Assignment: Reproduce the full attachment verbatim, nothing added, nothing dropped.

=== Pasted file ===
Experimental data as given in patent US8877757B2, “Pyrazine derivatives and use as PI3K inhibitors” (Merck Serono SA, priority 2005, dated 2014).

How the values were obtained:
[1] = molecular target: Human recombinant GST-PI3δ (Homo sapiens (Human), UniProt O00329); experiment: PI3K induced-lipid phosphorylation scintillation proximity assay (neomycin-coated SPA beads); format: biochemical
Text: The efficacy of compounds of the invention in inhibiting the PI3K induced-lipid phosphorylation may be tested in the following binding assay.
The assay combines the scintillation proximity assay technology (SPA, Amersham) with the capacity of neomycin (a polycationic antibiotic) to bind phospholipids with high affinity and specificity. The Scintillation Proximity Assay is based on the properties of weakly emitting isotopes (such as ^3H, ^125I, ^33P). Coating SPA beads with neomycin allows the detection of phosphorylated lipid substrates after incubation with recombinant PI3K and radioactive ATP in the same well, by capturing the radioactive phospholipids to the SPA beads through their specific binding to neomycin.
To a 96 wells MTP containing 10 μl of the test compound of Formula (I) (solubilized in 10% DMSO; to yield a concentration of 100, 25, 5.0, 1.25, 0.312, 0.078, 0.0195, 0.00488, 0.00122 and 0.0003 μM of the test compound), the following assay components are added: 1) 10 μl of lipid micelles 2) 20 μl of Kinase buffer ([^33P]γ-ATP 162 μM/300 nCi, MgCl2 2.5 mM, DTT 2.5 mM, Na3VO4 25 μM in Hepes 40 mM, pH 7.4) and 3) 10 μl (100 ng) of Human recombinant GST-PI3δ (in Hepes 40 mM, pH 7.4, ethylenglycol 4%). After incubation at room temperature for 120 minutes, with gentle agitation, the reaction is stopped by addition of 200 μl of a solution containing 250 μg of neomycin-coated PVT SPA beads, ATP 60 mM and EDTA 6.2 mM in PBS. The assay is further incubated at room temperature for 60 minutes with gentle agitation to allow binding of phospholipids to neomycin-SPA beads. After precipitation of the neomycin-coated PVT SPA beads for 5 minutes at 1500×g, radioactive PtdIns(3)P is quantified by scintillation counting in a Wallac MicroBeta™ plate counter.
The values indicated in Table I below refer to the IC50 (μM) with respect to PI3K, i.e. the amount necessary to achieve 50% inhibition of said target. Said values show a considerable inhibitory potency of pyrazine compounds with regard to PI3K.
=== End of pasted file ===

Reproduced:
Experimental data as given in patent US8877757B2, “Pyrazine derivatives and use as PI3K inhibitors” (Merck Serono SA, priority 2005, dated 2014).

How the values were obtained:
[1] = molecular target: Human recombinant GST-PI3δ (Homo sapiens (Human), UniProt O00329); experiment: PI3K induced-lipid phosphorylation scintillation proximity assay (neomycin-coated SPA beads); format: biochemical
Text: The efficacy of compounds of the invention in inhibiting the PI3K induced-lipid phosphorylation may be tested in the following binding assay.
The assay combines the scintillation proximity assay technology (SPA, Amersham) with the capacity of neomycin (a polycationic antibiotic) to bind phospholipids with high affinity and specificity. The Scintillation Proximity Assay is based on the properties of weakly emitting isotopes (such as ^3H, ^125I, ^33P). Coating SPA beads with neomycin allows the detection of phosphorylated lipid substrates after incubation with recombinant PI3K and radioactive ATP in the same well, by capturing the radioactive phospholipids to the SPA beads through their specific binding to neomycin.
To a 96 wells MTP containing 10 μl of the test compound of Formula (I) (solubilized in 10% DMSO; to yield a concentration of 100, 25, 5.0, 1.25, 0.312, 0.078, 0.0195, 0.00488, 0.00122 and 0.0003 μM of the test compound), the following assay components are added: 1) 10 μl of lipid micelles 2) 20 μl of Kinase buffer ([^33P]γ-ATP 162 μM/300 nCi, MgCl2 2.5 mM, DTT 2.5 mM, Na3VO4 25 μM in Hepes 40 mM, pH 7.4) and 3) 10 μl (100 ng) of Human recombinant GST-PI3δ (in Hepes 40 mM, pH 7.4, ethylenglycol 4%). After incubation at room temperature for 120 minutes, with gentle agitation, the reaction is stopped by addition of 200 μl of a solution containing 250 μg of neomycin-coated PVT SPA beads, ATP 60 mM and EDTA 6.2 mM in PBS. The assay is further incubated at room temperature for 60 minutes with gentle agitation to allow binding of phospholipids to neomycin-SPA beads. After precipitation of the neomycin-coated PVT SPA beads for 5 minutes at 1500×g, radioactive PtdIns(3)P is quantified by scintillation counting in a Wallac MicroBeta™ plate counter.
The values indicated in Table I below refer to the IC50 (μM) with respect to PI3K, i.e. the amount necessary to achieve 50% inhibition of said target. Said values show a considerable inhibitory potency of pyrazine compounds with regard to PI3K.